History of Lead, South Dakota

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Lead (pronounced “leed”) was officially founded on July 10, 1876, after the discovery of gold. Lead comes from a mining term; it means an outcropping of gold bearing ore. A common phase among Miners was “lead the miners to the mother load”. One of the first enterprises of the Gold Rush of 1876 was Homestake Gold Mine. The Homestake Gold Mine was claimed by two brothers, Fred and Moses Manuel, and their partner, Hank Harney on April 9, 1876. In June of 1877 George Hearst purchased the claim from the Manuel brothers for a mere $70,000. The Homestake Gold Mine would go on to produce over 40 million ounces of gold during its lifetime, valuing over a billon dollars. The mine would also go on to accomplish many technological and civic achievements. The Homestake Gold Mine was America’s longest continuously operated gold mine. It closed in 2002 as the oldest, largest and deepest mine in the western hemisphere, stretching over 8,000 feet below the town of Lead.

History

The Homestake Gold Mine was operated by the Homestake Mining Company which founded Lead as a “company town” for its employees. Phoebe Hearst, wife of one of the principal founders was instrumental in making Lead more livable. She established the Hearst Free Public Library in town and in 1900, the Hearst Free Kindergarten. She donated regularly to Lead’s churches, and provided college scholarships to the children of the Miners and Mill Workers. In addition, she arranged for the Homestake Mining Company, Homestake Opera House and Recreation Building to be constructed as gifts to the community from the company. Tickets had to be purchased for events in the Opera House, but use of the swimming pool, bowling alley, meeting rooms and library were free.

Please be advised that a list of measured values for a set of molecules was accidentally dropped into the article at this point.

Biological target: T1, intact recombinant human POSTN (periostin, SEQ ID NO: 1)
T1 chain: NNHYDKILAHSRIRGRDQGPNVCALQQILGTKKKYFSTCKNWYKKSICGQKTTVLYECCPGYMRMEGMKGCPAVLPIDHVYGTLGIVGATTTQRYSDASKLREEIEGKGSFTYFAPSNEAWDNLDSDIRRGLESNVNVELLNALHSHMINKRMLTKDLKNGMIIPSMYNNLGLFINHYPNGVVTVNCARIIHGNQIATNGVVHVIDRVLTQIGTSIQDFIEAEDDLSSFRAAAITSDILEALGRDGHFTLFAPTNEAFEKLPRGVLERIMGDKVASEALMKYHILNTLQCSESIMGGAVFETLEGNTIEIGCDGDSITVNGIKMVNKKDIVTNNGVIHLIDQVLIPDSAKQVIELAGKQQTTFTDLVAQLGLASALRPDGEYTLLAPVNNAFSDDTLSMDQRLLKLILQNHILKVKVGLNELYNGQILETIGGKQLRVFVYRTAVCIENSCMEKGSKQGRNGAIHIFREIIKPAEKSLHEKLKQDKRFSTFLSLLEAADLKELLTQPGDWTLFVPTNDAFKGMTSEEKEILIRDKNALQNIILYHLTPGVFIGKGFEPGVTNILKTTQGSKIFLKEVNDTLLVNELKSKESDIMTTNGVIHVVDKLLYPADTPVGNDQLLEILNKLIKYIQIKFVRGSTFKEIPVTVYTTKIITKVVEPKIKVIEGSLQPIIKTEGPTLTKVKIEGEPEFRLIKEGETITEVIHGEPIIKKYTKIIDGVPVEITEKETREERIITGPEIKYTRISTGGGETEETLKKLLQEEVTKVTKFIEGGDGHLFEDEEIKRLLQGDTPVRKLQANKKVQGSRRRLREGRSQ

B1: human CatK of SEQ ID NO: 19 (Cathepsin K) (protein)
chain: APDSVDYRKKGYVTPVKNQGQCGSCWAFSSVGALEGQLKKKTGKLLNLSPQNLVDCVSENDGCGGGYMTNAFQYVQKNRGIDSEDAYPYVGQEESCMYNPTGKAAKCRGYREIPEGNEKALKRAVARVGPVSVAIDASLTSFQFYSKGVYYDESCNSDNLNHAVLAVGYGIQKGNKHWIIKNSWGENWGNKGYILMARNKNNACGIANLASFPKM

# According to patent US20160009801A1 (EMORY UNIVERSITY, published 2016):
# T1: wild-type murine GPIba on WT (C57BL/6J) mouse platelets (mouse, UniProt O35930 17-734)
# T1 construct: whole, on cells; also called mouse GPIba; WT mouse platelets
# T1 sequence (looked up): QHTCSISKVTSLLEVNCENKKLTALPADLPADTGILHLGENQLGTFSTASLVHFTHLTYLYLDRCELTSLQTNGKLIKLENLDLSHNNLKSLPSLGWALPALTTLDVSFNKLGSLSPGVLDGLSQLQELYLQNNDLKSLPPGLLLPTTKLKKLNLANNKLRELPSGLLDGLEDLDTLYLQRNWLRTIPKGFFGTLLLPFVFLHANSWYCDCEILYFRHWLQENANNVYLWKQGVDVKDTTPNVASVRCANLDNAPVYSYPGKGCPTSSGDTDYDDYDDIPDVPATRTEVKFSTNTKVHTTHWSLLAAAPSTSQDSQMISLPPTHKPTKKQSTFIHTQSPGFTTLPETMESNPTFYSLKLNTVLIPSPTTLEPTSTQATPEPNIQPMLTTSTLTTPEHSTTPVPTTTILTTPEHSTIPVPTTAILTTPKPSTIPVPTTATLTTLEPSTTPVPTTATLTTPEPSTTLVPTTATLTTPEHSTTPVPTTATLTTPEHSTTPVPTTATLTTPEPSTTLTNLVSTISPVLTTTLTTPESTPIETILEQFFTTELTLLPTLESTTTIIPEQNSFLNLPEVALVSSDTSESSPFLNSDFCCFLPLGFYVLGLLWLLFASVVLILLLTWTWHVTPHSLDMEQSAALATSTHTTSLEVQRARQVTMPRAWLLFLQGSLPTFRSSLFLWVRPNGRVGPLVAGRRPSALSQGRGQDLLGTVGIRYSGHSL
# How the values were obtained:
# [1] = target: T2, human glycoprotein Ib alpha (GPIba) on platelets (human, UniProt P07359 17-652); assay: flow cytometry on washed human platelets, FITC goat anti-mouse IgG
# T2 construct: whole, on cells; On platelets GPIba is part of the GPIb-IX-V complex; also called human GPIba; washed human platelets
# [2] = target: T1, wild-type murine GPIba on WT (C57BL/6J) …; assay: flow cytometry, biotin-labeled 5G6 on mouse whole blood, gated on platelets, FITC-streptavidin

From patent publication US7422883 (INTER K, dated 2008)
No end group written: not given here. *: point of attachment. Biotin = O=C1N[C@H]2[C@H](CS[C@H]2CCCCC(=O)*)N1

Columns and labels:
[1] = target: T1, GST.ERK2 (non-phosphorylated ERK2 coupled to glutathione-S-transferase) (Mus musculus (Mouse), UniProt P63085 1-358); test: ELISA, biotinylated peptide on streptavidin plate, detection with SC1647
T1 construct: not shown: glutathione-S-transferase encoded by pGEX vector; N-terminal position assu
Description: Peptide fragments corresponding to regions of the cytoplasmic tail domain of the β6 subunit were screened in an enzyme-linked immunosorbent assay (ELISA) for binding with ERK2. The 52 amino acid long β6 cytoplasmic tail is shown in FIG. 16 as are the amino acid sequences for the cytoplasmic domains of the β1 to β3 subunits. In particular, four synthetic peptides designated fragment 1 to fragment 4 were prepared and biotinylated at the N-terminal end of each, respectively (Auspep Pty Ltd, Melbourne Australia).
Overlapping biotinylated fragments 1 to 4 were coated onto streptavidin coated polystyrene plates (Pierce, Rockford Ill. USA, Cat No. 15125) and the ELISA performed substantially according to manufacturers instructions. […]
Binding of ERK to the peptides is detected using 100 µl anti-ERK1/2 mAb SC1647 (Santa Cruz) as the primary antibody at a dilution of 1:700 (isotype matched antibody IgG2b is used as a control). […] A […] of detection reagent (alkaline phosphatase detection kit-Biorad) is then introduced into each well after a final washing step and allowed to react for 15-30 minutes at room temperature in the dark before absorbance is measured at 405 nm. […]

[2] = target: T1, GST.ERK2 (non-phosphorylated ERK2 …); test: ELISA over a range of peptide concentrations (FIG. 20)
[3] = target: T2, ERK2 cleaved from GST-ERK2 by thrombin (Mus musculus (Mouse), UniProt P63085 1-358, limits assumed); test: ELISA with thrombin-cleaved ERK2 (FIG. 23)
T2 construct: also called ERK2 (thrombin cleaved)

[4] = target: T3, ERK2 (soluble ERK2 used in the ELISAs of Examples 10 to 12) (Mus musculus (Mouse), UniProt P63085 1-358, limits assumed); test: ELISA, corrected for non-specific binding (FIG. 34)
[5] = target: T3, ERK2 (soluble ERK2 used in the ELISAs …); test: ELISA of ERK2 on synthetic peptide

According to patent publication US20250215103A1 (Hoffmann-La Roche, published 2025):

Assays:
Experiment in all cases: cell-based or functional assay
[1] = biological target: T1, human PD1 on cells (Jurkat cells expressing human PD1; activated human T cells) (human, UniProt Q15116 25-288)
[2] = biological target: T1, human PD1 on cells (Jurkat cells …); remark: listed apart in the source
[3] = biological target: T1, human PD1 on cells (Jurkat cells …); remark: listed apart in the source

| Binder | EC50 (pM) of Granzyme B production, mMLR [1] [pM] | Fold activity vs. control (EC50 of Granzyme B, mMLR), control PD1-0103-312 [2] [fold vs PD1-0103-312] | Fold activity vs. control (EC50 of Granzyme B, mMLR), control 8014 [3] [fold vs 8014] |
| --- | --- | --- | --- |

Throughout the decades to come, the City of Lead and the Homestake Mine were confronted with challenges ranging from an epidemic of Spanish influenza, nearby forest fires and even a fire in the mine, which was extinguished by a deliberate flooding of the mine and subsequent dewatering with no ill effects to the mine or its equipment. But on the whole, the city and its residents prospered as a result of the mine. In the early 1930s, as the rest of the nation suffered economic hardship throughout the Great Depression, the management of Homestake set a shorter work week with an increase in wages, and provided end of year bonuses to workers.

During World War II, gold mining operations were suspended by order of the War Production Board. The young men of the city joined the armed forces, moved to locations where copper mines were operating or worked in airplane factories. The older men who remained, in what was, then an almost deserted town worked in the Homestake foundry or machine shop producing goods needed for the war effort, including parts for airplanes, wrenches and hand grenades.

The following decades saw modernization of mining techniques and procedures, including the advent of computerization to the Homestake Mine.

Lead’s future lies in the Sanford Laboratory of Homestake and in its proximity to scenic hiking and biking trails, state and national monuments, memorials, parks and the quality of life unmatched by anywhere else in the nation.

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Lead Area Chamber of Commerce | 160 W. Main Street | Lead, SD 57754 | P: 605-584-1100 | F: 605-584-2209 | Join Us: Facebook
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